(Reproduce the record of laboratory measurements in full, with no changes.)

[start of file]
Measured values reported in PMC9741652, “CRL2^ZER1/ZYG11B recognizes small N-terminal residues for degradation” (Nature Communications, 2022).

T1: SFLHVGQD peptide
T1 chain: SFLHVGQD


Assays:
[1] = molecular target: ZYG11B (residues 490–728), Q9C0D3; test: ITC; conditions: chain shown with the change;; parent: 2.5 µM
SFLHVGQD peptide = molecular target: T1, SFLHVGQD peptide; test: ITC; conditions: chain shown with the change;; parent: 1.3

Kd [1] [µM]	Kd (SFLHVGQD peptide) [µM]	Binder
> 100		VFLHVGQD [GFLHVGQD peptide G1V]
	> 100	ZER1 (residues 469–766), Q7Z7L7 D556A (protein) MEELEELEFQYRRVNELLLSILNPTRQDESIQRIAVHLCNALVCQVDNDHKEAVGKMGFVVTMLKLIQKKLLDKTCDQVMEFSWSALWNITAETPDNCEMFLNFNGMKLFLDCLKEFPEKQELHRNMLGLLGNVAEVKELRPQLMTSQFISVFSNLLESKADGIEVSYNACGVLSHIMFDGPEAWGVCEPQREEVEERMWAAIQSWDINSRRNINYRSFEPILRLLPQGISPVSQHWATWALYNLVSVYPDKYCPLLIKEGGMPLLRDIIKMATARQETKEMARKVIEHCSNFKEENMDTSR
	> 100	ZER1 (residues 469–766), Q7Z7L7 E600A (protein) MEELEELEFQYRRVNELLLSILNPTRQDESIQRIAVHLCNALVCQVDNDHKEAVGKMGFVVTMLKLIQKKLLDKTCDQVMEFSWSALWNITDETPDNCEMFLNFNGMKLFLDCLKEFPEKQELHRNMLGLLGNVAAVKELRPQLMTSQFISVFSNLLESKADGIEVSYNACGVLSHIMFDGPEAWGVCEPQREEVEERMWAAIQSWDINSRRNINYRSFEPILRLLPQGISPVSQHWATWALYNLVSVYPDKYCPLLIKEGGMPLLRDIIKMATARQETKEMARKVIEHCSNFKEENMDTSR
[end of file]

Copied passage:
Measured values reported in PMC9741652, “CRL2^ZER1/ZYG11B recognizes small N-terminal residues for degradation” (Nature Communications, 2022).

T1: SFLHVGQD peptide
T1 chain: SFLHVGQD


Assays:
[1] = molecular target: ZYG11B (residues 490–728), Q9C0D3; test: ITC; conditions: chain shown with the change;; parent: 2.5 µM
SFLHVGQD peptide = molecular target: T1, SFLHVGQD peptide; test: ITC; conditions: chain shown with the change;; parent: 1.3

Kd [1] [µM]	Kd (SFLHVGQD peptide) [µM]	Binder
> 100		VFLHVGQD [GFLHVGQD peptide G1V]
	> 100	ZER1 (residues 469–766), Q7Z7L7 D556A (protein) MEELEELEFQYRRVNELLLSILNPTRQDESIQRIAVHLCNALVCQVDNDHKEAVGKMGFVVTMLKLIQKKLLDKTCDQVMEFSWSALWNITAETPDNCEMFLNFNGMKLFLDCLKEFPEKQELHRNMLGLLGNVAEVKELRPQLMTSQFISVFSNLLESKADGIEVSYNACGVLSHIMFDGPEAWGVCEPQREEVEERMWAAIQSWDINSRRNINYRSFEPILRLLPQGISPVSQHWATWALYNLVSVYPDKYCPLLIKEGGMPLLRDIIKMATARQETKEMARKVIEHCSNFKEENMDTSR
	> 100	ZER1 (residues 469–766), Q7Z7L7 E600A (protein) MEELEELEFQYRRVNELLLSILNPTRQDESIQRIAVHLCNALVCQVDNDHKEAVGKMGFVVTMLKLIQKKLLDKTCDQVMEFSWSALWNITDETPDNCEMFLNFNGMKLFLDCLKEFPEKQELHRNMLGLLGNVAAVKELRPQLMTSQFISVFSNLLESKADGIEVSYNACGVLSHIMFDGPEAWGVCEPQREEVEERMWAAIQSWDINSRRNINYRSFEPILRLLPQGISPVSQHWATWALYNLVSVYPDKYCPLLIKEGGMPLLRDIIKMATARQETKEMARKVIEHCSNFKEENMDTSR